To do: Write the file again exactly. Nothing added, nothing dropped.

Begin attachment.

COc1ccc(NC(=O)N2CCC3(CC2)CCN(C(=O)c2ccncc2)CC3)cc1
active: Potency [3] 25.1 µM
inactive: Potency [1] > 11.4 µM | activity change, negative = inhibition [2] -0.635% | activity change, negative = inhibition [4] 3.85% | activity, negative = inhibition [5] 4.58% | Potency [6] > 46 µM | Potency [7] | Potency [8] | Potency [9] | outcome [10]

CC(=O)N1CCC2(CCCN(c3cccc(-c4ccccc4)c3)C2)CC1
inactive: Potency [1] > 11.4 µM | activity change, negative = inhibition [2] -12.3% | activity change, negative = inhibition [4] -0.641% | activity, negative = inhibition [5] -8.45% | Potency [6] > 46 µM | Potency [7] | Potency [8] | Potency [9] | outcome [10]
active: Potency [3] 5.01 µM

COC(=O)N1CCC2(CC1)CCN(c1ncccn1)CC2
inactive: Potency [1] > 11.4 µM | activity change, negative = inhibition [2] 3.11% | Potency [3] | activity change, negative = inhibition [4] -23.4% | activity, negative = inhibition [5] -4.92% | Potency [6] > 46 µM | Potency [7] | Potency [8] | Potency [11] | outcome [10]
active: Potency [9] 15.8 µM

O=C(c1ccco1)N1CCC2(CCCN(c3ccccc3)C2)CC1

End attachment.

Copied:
COc1ccc(NC(=O)N2CCC3(CC2)CCN(C(=O)c2ccncc2)CC3)cc1
active: Potency [3] 25.1 µM
inactive: Potency [1] > 11.4 µM | activity change, negative = inhibition [2] -0.635% | activity change, negative = inhibition [4] 3.85% | activity, negative = inhibition [5] 4.58% | Potency [6] > 46 µM | Potency [7] | Potency [8] | Potency [9] | outcome [10]

CC(=O)N1CCC2(CCCN(c3cccc(-c4ccccc4)c3)C2)CC1
inactive: Potency [1] > 11.4 µM | activity change, negative = inhibition [2] -12.3% | activity change, negative = inhibition [4] -0.641% | activity, negative = inhibition [5] -8.45% | Potency [6] > 46 µM | Potency [7] | Potency [8] | Potency [9] | outcome [10]
active: Potency [3] 5.01 µM

COC(=O)N1CCC2(CC1)CCN(c1ncccn1)CC2
inactive: Potency [1] > 11.4 µM | activity change, negative = inhibition [2] 3.11% | Potency [3] | activity change, negative = inhibition [4] -23.4% | activity, negative = inhibition [5] -4.92% | Potency [6] > 46 µM | Potency [7] | Potency [8] | Potency [11] | outcome [10]
active: Potency [9] 15.8 µM

O=C(c1ccco1)N1CCC2(CCCN(c3ccccc3)C2)CC1